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Art Review

Fairy tales, video games, and hard labor in this artist’s hallucinatory films

A scene from “Cinderella,” part of “Ericka Beckman: Double Reverse” at MIT List Visual Arts Center.Peter Harris/Courtesy the artist and Philip Martin Gallery, Los Angeles./Courtesy the artist and Philip Martin Gallery, Los Angeles.

Cinderella had a rough life until she was found by her prince. Things look even worse for her in Ericka Beckman’s short 1986 film “Cinderella.” She’s a cog in an industrial machine, manning an enormous bellows in a doll factory. The heroine of Beckman’s fairy tale is also the protagonist in a video game and a feminist repudiator of princely rescues. The artist masterfully layers it all into an adroit, if nightmarish, social critique.

“Ericka Beckman: Double Reverse,” on view through July 28 at the MIT List Visual Arts Center, follows last year’s “Introducing Tony Conrad: A Retrospective” there. Both exhibitions celebrate artists who fell between the cracks — visual artist or filmmaker? In recent years, as museums embraced film and video installation, Beckman and Conrad (who died in 2016) experienced career renaissances.


Beckman models her incantatory, hallucinogenic films on the ritualistic repetitions of games and hard labor. She draws on fairy tales and uses percussive, throbbing music. Woven together, these structures offer a desperate, frenzied model of life in a society driven by work, production, and the almighty dollar — a theme Henriette Huldisch, director of exhibitions and curator,
elucidates in this show.

The earliest film here, “You the Better,” was made in 1983 and, according to Huldisch, booed at the New York Film Festival that year. Like “Cinderella,” it takes place in the dark, undefined space of early video games. These films have the same spare and clunky feel of that early technology — “Pong” come to life — brightened with some MTV-music-video-style song and dance.

“You the Better” marries video games with basketball and roulette. Players in blue jumpsuits aim a yellow ball at ghostly red and green house icons spinning past them. “Take a shot, put a house on a lot,” goes the soundtrack. This real estate game belongs in a lineage that begins with Monopoly and includes “The Apprentice.” The players taunt each other. A black-and-white house symbol appears to be in charge. As in a casino, ultimately nobody is going to beat the house.


Things don’t go much better for Cinderella, played by Gigi Kalweit who bears a striking resemblance to ’80s icon Brooke Shields. The familiar tale of gowns, balls, royal aspiration, and true love becomes a game: If Cinderella is still at the ball when midnight tolls, she gets a strike. After three strikes, she finds herself back sweating behind the bellows.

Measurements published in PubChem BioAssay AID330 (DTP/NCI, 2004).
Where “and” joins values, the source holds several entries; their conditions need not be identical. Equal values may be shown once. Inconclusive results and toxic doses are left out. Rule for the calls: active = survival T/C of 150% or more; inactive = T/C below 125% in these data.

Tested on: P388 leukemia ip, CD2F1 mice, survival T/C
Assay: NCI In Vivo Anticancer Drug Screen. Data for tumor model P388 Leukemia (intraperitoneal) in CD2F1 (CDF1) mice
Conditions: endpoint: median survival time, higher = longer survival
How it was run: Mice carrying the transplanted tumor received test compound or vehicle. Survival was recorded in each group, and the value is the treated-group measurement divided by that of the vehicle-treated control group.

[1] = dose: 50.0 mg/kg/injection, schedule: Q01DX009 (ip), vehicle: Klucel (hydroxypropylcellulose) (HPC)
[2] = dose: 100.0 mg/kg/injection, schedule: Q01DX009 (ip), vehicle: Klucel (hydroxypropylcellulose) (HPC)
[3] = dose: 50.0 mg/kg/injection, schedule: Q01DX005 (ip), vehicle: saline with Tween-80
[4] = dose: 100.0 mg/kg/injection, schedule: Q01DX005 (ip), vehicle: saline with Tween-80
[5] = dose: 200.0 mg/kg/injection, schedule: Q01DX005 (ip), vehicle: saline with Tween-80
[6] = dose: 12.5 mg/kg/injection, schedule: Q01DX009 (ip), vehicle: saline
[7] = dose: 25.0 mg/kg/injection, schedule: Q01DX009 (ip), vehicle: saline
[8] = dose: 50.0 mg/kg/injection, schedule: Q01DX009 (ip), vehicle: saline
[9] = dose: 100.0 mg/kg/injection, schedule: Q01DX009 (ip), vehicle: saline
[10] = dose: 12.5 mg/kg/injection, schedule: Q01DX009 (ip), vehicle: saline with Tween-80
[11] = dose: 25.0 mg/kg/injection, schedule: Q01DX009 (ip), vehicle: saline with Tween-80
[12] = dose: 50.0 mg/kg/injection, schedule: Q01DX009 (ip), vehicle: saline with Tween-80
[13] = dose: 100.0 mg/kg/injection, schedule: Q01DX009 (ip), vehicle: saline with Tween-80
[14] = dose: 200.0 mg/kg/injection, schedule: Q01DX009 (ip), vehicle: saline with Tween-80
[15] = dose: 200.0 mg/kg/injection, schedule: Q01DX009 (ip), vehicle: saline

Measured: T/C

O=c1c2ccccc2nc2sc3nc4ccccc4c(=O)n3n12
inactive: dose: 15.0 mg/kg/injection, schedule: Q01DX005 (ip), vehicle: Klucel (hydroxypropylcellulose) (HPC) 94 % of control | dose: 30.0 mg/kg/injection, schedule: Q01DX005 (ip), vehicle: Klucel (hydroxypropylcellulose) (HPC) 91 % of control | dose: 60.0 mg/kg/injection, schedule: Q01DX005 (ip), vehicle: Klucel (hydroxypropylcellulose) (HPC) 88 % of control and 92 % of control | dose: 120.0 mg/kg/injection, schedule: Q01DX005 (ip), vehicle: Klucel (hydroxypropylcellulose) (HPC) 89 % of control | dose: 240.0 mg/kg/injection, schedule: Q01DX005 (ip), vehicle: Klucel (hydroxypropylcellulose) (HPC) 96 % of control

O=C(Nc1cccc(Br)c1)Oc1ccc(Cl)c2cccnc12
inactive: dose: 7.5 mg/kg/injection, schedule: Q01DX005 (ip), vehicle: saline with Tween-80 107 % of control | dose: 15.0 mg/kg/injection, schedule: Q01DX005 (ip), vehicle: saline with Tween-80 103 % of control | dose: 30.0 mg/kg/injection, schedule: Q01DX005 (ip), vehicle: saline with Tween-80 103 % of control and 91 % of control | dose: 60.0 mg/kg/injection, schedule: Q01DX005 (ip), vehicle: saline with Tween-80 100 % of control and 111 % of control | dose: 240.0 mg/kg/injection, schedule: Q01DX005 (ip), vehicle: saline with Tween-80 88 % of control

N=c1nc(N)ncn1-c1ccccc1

Positioning love and social climbing as a game, Beckman skewers notions of magical romance and pulling yourself up by your bootstraps. In her view, we aren’t protagonists in our own life stories; we’re pieces on a game board at the mercy of larger forces.

But Cinderella does have an awakening. Seeing that her petticoat dress is a trap, she escapes it, and lets the prince go. He’s not after her, anyway, it turns out. “Green is the currency,” she sings. The prince might well be the industrialist automating her factory; he runs off with an assembly-line robot.

“You the Better” and “Cinderella” are at times arduous to watch, but their retro vibe and old technology do more than invoke nostalgia; they set up a cultural timeline that makes Beckman appear prescient. The other two films are more recent, with 21st-century production values.

“Switch Center,” made in 2003, looks at capitalist inclinations in post-Communist Hungary. Beckman filmed it in a water treatment facility in Budapest. Workers wearing blue jumpsuits like the ones in “You the Better” make a heroic dance of their labor. The unreal space of early video games is gone, and the artist takes advantage of the architecture, spiraling dizzyingly up the tower’s staircase.


As in “Cinderella,” new technologies intrude: A couple of Pokemon-type figures appear comically, perhaps displacing the workers. They frighten a woman walking through the building. She dashes up the stairs to the top and gazes out the tower window, a forlorn Rapunzel. Around her, industry is being demolished in the face of gentrification. More workers will lose their livelihoods.

“Tension Building,” Beckman’s 2016 film, fits our dark yet shiny and blusterous times. Again, she finds architecture to make a point. She filmed at three football stadiums, including at Harvard. Such arenas are metaphors for group identity, power clashes, and proverbial triumph. The artist cuts vertiginously from the cheering squad to teams at play to images of empty stands, which spin and multiply. A drumming soundtrack sets a breathless pace, blaring now and then with sounds of a marching band.

Beckman added an element to this film after the presidential election: A ghostly US Capitol floats over the field near the end. Perhaps capitalism’s overreach and the gamification of society and economics, which Beckman has highlighted since the start of her career, have culminated with the host of “The Apprentice” in the White House. Perhaps in time a sense of agency will be restored to working people.


I somehow doubt that’s Beckman’s view. But I cling to hope.

ERICKA BECKMAN: Double Reverse

At MIT List Visual Arts Center, 20 Ames St., Cambridge, through July 28. 617-253-4680, listart.mit.edu/exhibitions/ericka-beckman

Cate McQuaid can be reached at catemcquaid@gmail.com. Follow her on Twitter @cmcq.